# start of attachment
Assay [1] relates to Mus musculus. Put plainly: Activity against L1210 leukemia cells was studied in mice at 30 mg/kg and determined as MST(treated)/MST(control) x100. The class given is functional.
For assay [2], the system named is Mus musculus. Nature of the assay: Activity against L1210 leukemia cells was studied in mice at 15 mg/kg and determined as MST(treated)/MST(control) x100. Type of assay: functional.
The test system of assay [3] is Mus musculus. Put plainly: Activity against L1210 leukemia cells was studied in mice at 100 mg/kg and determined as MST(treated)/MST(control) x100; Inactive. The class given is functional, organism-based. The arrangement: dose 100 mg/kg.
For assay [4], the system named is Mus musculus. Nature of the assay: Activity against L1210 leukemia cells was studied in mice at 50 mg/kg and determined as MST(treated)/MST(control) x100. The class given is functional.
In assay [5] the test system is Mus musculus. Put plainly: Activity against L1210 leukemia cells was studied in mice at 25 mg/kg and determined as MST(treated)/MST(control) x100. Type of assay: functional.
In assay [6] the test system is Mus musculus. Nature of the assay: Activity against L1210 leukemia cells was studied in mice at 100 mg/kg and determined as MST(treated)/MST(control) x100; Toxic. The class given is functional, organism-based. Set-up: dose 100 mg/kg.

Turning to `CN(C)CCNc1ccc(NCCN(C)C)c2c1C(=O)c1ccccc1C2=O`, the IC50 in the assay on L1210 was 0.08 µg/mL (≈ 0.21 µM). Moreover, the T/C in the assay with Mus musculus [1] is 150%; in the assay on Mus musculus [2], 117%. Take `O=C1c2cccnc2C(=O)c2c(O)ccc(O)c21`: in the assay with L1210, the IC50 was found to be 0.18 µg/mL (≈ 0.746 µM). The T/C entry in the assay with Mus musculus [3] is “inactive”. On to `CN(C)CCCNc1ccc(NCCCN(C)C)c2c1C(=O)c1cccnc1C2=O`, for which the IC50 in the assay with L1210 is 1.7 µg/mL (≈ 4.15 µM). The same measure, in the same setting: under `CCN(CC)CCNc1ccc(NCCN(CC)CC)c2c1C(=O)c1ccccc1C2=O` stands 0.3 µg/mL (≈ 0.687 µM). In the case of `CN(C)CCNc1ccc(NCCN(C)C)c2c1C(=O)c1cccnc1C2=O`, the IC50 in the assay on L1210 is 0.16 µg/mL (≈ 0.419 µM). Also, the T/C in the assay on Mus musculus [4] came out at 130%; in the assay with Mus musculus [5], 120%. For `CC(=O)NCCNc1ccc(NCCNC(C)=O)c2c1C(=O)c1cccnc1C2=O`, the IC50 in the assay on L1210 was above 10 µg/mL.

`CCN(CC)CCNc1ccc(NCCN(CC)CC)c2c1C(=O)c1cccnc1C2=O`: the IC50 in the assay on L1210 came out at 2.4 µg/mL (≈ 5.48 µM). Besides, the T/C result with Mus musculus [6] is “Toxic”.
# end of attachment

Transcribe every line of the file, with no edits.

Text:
Assay [1] relates to Mus musculus. Put plainly: Activity against L1210 leukemia cells was studied in mice at 30 mg/kg and determined as MST(treated)/MST(control) x100. The class given is functional.
For assay [2], the system named is Mus musculus. Nature of the assay: Activity against L1210 leukemia cells was studied in mice at 15 mg/kg and determined as MST(treated)/MST(control) x100. Type of assay: functional.
The test system of assay [3] is Mus musculus. Put plainly: Activity against L1210 leukemia cells was studied in mice at 100 mg/kg and determined as MST(treated)/MST(control) x100; Inactive. The class given is functional, organism-based. The arrangement: dose 100 mg/kg.
For assay [4], the system named is Mus musculus. Nature of the assay: Activity against L1210 leukemia cells was studied in mice at 50 mg/kg and determined as MST(treated)/MST(control) x100. The class given is functional.
In assay [5] the test system is Mus musculus. Put plainly: Activity against L1210 leukemia cells was studied in mice at 25 mg/kg and determined as MST(treated)/MST(control) x100. Type of assay: functional.
In assay [6] the test system is Mus musculus. Nature of the assay: Activity against L1210 leukemia cells was studied in mice at 100 mg/kg and determined as MST(treated)/MST(control) x100; Toxic. The class given is functional, organism-based. Set-up: dose 100 mg/kg.

Turning to `CN(C)CCNc1ccc(NCCN(C)C)c2c1C(=O)c1ccccc1C2=O`, the IC50 in the assay on L1210 was 0.08 µg/mL (≈ 0.21 µM). Moreover, the T/C in the assay with Mus musculus [1] is 150%; in the assay on Mus musculus [2], 117%. Take `O=C1c2cccnc2C(=O)c2c(O)ccc(O)c21`: in the assay with L1210, the IC50 was found to be 0.18 µg/mL (≈ 0.746 µM). The T/C entry in the assay with Mus musculus [3] is “inactive”. On to `CN(C)CCCNc1ccc(NCCCN(C)C)c2c1C(=O)c1cccnc1C2=O`, for which the IC50 in the assay with L1210 is 1.7 µg/mL (≈ 4.15 µM). The same measure, in the same setting: under `CCN(CC)CCNc1ccc(NCCN(CC)CC)c2c1C(=O)c1ccccc1C2=O` stands 0.3 µg/mL (≈ 0.687 µM). In the case of `CN(C)CCNc1ccc(NCCN(C)C)c2c1C(=O)c1cccnc1C2=O`, the IC50 in the assay on L1210 is 0.16 µg/mL (≈ 0.419 µM). Also, the T/C in the assay on Mus musculus [4] came out at 130%; in the assay with Mus musculus [5], 120%. For `CC(=O)NCCNc1ccc(NCCNC(C)=O)c2c1C(=O)c1cccnc1C2=O`, the IC50 in the assay on L1210 was above 10 µg/mL.

`CCN(CC)CCNc1ccc(NCCN(CC)CC)c2c1C(=O)c1cccnc1C2=O`: the IC50 in the assay on L1210 came out at 2.4 µg/mL (≈ 5.48 µM). Besides, the T/C result with Mus musculus [6] is “Toxic”.